Once programming is complete, the new PR50 is put to the acid test - for this Janis has chosen a demanding test track: over humpbacked lawns, sandy forest tracks, gravel roads, cobblestones, curbs. In crowds of people, in shops, tight turns and in public transport. Everything is tested backwards and forwards. "In my first test drives, it's important to synchronize movements. I have to get a feeling for the behaviour and dimensions of my roller blind in as many situations as possible. Because later in everyday life, when I am focused on a conversation, shopping, etc., these basics must be automatic". Afterwards it is clear: "Tough test passed! We only have to readjust a few small things on the joystick."
Janis wheelchair has a few peculiarities. He does not use his PR 50 for driving. For example, it has a table instead of a headrest: "So I can eat on the way." Janis travels a lot with his wheelchair. He has been to Sri Lanka, Kenya and the USA with "Rollfgang". Fitness for travel is therefore right at the top of the agenda. This means that the seat should be removable with as few hand movements as possible and the battery should be disconnectable in order to be able to load it into an airplane.
"My urgent recommendation for an adaptation is to focus on one thing: how do you actually sit in the wheelchair you are currently adapting? Do you feel comfortable? And if at all possible, don't just test it standing up, try to drive the wheelchair as much as possible, because especially when driving you have to get a feeling for your wheelchair and whether it is suitable for technical support. If this is not true, it is of no value," advises Janis McDavid.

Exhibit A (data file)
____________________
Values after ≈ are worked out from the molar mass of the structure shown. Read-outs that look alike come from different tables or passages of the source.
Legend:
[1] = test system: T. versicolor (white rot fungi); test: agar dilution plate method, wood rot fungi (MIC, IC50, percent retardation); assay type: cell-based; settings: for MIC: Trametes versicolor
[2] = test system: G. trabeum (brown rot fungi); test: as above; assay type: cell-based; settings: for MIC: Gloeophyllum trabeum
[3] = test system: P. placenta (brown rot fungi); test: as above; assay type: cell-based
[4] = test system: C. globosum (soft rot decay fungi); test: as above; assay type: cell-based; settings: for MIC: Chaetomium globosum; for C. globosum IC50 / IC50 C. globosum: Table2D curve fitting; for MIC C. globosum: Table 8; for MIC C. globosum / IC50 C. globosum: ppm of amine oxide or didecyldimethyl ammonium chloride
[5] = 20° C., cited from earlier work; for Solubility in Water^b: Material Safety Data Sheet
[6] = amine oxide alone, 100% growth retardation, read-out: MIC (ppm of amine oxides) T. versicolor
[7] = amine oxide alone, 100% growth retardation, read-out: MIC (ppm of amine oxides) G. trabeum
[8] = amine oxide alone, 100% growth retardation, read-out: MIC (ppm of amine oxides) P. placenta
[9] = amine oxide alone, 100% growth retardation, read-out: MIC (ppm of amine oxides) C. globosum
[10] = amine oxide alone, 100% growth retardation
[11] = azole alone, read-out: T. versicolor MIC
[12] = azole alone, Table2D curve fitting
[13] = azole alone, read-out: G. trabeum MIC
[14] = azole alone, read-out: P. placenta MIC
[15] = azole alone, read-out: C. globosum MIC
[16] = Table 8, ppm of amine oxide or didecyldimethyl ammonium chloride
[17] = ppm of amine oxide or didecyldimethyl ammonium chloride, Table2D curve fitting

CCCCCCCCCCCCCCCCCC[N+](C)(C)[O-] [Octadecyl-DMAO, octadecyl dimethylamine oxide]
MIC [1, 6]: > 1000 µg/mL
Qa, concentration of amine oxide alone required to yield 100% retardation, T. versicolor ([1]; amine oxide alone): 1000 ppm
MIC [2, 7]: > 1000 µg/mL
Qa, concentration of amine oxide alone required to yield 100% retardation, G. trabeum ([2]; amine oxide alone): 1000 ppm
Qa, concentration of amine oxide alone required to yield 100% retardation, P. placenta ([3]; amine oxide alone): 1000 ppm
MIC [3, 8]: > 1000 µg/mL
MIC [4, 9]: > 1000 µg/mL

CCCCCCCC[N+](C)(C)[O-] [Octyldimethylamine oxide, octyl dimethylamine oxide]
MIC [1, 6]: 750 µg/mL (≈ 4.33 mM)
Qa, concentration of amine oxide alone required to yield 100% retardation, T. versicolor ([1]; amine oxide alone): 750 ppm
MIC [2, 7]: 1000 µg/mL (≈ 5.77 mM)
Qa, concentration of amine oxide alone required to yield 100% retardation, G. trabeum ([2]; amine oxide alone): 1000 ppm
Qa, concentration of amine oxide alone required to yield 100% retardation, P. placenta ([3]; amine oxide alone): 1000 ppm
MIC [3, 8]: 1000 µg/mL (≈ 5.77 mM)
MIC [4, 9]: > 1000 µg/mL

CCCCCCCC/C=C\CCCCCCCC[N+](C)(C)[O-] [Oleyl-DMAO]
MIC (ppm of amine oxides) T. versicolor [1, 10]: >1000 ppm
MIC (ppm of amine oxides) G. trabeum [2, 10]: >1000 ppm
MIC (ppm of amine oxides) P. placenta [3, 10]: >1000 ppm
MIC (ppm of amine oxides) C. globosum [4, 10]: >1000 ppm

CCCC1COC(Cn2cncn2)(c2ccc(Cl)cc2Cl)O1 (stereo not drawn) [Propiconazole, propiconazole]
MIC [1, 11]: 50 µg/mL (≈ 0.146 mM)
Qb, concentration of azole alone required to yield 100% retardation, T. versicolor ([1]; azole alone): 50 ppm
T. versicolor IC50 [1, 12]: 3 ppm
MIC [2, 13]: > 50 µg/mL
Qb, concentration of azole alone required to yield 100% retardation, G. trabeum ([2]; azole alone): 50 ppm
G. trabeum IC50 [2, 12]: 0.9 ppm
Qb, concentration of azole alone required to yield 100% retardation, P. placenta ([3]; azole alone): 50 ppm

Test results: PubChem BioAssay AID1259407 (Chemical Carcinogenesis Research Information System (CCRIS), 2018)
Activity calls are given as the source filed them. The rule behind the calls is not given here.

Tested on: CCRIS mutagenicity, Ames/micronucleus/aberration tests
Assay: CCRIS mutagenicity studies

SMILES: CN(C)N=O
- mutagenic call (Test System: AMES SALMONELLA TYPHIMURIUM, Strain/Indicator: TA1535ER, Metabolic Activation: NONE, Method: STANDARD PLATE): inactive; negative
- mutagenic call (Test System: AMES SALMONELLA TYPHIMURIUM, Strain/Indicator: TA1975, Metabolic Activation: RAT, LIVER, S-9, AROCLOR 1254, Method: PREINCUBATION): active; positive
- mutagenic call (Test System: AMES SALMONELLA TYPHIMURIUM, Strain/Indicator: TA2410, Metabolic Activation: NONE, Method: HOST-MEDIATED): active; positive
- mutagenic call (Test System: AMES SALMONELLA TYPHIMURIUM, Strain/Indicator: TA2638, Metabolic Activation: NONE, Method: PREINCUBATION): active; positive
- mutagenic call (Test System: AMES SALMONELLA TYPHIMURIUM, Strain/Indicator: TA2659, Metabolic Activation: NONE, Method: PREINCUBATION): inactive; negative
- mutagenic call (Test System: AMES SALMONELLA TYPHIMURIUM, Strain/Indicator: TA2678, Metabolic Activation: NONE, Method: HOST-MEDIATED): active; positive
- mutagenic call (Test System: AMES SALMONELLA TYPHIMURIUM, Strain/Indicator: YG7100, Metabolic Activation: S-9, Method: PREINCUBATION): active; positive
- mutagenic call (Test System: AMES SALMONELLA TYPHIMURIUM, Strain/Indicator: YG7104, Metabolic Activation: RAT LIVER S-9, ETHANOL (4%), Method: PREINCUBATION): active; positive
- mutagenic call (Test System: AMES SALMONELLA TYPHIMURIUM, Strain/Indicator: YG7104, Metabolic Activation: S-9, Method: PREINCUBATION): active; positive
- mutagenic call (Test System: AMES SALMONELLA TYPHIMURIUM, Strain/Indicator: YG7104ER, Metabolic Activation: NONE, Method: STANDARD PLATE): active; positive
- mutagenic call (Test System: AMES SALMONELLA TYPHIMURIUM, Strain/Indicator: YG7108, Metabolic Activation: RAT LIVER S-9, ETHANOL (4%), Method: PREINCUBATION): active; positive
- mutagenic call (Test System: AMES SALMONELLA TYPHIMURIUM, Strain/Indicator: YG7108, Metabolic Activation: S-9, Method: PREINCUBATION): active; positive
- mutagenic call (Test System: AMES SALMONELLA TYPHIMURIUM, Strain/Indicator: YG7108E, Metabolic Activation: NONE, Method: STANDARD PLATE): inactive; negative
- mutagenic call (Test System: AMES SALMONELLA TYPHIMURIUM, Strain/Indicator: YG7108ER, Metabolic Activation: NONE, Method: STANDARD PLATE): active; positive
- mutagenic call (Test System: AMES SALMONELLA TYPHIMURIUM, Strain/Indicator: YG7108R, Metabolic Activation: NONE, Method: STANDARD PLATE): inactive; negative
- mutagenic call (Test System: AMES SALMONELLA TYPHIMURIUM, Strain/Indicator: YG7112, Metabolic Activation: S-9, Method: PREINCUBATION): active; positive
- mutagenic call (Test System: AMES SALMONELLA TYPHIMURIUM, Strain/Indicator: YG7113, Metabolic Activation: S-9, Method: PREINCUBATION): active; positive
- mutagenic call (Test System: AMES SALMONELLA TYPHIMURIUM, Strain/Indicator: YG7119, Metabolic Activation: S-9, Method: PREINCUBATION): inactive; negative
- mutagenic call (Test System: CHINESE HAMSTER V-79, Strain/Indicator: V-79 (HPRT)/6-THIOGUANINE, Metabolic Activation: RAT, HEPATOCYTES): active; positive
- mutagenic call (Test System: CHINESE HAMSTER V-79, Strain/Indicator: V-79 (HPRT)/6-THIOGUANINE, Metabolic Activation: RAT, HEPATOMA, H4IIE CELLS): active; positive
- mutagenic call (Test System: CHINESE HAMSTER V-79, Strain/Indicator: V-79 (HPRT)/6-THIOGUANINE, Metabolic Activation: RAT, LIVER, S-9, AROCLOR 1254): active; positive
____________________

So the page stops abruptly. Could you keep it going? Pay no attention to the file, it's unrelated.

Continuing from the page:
The way to the wheelchair
The electric wheelchair is a prescription aid. Any wheelchair with a corresponding aid number can be prescribed. The customer can contact the wheelchair department of PARAVAN GmbH directly. A sales representative in his region will support him in cooperation with a medical supply store during the selection and adaptation phase. Special features, such as an orthopaedic sliding back, are adapted on site by the cooperating medical supply store, as is the final programming. Another way to get to the wheelchair is to use a vehicle. If the PR 50 is part of the offer as a driver's seat in accordance with §35a of the German Road Traffic Licensing Regulations (StVZO), the electric wheelchair is approved by the cost unit, for example the employment office, pension insurance or integration office. In this case, the following should be noted in the traffic medical TÜV certificate: "Tested wheelchair as driver's seat firmly lockable with docking station", under key number 43.